Children born into low-income families in UK and the US in the early years of the twenty-first century are at a disadvantage when they start school, according to new research by Elizabeth Washbrook and Jane Waldfogel from the University's Centre for Market and Public Organisation.
According to the study, children from low-income backgrounds are raised in environments that fail to promote their cognitive, social and health development adequately and, as a result, they are more likely to begin school with deficits in their learning ability and social behaviour.
The key findings of the research are that:
The poorest fifth of children in the UK are equally as disadvantaged as their US counterparts when they start school
Low-quality parenting can determine the 'school readiness' of children from low-income backgrounds in the United States
Higher-income mothers interact more positively with their children when the children are as young as nine months old
The study analyses data on around 19,000 children born in the UK in 2000 (the Millennium Cohort Study) and parallel data on around 10,000 children born in the United States in 2001 (the Early Childhood Longitudinal Study Birth Cohort). The children in both studies were followed from the age of nine months onwards, and completed tests in language, literacy and mathematics skills at ages three, four or five.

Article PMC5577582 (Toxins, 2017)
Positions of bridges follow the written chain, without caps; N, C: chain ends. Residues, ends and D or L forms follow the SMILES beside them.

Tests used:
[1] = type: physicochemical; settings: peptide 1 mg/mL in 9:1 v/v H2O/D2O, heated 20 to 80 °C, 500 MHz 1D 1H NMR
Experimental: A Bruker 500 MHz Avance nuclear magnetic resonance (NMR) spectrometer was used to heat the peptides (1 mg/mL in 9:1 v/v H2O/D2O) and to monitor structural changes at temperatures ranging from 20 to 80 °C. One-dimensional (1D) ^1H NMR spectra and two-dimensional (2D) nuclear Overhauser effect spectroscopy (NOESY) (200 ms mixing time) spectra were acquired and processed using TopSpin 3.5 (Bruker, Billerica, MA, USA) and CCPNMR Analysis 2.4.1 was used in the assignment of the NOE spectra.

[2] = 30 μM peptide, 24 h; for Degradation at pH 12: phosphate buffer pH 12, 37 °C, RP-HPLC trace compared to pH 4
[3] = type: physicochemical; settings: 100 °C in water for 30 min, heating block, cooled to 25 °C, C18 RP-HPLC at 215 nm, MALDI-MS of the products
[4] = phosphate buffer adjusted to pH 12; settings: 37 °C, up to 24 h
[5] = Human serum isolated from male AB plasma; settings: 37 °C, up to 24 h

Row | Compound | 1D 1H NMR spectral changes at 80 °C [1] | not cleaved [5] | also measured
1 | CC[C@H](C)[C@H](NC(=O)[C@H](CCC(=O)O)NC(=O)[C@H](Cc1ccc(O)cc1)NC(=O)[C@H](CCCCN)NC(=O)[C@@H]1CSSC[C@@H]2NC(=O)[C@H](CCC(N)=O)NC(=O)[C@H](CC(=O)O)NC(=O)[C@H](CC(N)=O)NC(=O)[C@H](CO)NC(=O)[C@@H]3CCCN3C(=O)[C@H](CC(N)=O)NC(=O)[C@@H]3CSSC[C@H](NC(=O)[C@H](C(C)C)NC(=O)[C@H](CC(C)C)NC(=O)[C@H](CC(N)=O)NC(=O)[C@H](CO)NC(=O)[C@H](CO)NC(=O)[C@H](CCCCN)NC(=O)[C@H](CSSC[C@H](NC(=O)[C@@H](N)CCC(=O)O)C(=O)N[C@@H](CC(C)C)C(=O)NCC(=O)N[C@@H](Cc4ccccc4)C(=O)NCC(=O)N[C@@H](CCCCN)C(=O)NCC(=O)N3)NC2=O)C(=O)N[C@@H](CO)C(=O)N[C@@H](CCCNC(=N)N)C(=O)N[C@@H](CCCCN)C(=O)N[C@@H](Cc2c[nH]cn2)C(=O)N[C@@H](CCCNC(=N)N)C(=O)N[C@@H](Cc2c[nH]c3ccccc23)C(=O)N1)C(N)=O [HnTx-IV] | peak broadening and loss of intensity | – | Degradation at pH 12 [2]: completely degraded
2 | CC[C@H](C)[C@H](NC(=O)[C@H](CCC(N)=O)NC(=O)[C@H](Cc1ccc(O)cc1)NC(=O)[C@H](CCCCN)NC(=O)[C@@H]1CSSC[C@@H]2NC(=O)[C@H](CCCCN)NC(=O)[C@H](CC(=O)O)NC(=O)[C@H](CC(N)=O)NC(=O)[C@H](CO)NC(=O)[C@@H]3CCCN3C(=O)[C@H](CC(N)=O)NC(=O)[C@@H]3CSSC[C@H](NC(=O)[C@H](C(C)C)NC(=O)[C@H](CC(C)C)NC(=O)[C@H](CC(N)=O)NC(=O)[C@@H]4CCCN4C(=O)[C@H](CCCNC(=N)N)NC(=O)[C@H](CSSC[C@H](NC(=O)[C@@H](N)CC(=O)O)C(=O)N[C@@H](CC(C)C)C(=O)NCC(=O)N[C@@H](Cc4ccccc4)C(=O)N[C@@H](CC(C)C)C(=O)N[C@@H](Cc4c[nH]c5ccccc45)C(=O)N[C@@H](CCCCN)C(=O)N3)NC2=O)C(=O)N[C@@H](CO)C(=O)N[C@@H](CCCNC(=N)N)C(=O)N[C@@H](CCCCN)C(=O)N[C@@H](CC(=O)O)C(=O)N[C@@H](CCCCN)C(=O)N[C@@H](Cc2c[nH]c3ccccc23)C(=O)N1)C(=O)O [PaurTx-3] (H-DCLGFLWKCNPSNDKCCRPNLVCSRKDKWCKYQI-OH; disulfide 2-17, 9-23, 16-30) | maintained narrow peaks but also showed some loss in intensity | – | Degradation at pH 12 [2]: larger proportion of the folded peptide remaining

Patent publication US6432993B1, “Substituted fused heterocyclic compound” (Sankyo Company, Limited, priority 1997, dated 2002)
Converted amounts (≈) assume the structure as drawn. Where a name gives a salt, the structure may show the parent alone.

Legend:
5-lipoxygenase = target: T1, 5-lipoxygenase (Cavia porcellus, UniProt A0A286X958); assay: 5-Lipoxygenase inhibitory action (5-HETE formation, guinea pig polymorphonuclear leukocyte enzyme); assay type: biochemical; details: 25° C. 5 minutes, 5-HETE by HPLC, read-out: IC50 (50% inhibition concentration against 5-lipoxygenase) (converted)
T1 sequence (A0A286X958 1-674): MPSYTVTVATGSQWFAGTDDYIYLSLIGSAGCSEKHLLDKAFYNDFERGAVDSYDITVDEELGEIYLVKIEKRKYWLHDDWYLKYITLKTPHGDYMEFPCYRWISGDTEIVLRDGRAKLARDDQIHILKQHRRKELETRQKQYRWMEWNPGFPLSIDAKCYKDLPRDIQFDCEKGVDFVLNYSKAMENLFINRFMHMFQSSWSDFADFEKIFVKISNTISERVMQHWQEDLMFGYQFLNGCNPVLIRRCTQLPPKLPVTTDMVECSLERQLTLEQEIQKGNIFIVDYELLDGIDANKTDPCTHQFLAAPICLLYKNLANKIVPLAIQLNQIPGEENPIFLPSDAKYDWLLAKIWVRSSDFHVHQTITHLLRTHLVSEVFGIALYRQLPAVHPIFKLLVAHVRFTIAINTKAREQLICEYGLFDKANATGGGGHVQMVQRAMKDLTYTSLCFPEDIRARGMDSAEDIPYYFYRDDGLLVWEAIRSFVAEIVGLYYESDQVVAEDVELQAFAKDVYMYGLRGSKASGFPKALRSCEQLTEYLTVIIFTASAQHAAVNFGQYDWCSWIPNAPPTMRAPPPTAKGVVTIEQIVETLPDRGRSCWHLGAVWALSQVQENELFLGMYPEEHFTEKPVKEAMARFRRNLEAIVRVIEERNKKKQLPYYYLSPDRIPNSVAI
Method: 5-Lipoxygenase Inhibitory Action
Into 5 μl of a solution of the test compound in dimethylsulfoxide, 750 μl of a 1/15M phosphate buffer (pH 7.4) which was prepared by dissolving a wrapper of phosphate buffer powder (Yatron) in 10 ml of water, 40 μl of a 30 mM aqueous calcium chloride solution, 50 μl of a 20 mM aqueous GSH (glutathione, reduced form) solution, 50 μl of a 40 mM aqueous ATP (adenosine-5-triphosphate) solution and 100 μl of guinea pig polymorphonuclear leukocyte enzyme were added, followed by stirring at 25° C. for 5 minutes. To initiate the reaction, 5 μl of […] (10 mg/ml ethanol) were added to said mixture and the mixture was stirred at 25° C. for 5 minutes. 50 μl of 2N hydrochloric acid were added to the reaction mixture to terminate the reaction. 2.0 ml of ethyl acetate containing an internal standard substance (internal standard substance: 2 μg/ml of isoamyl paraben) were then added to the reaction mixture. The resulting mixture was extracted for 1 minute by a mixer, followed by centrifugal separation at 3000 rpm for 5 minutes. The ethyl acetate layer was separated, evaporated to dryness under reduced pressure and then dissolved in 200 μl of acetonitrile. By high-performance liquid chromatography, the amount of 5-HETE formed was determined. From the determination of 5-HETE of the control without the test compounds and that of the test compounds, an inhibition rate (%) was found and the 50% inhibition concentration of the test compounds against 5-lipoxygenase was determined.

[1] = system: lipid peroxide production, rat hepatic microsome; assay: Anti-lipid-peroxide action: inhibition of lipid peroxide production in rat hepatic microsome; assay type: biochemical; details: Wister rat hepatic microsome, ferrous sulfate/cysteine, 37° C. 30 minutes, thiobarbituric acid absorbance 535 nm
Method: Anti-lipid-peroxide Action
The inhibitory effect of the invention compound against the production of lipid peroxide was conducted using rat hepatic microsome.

The research reveals that there are sizeable gaps in children's cognitive 'school readiness', and that the gaps are of comparable magnitude in the UK and the US. The poorest fifth of children in both countries score on average in the 32nd to 35th percentile across the tests but there are differences between the two countries in the relationship between income and cognitive outcomes among better-off families. The gap between the bottom fifth and the middle fifth is smaller in the United States, while the difference between the middle and the richest fifth is much larger.
So, although the UK appears to be relatively successful in promoting equality among children in families with incomes above a moderate level, the poorest 20 per cent are equally as disadvantaged, in relative terms, as the equivalent American children.
Further analysis of the American children suggests that differences in the parenting of low and higher-income children are key to understanding the income-related gaps in children's cognitive test scores.
The research also shows that higher-income mothers interact more positively with their children when they are as young as nine months old, show greater sensitivity to their needs, are less intrusive and provide more cognitive stimulation. These types of behaviours are then strongly related to children's performance at the time of entry to school, and in particular to language development.
The study also finds evidence that participation in Head Start (an education programme targeted at low-income children) boosts the performance of the most disadvantaged children, and so reduces the gaps to some extent.
(Source: University of Bristol: January 2009)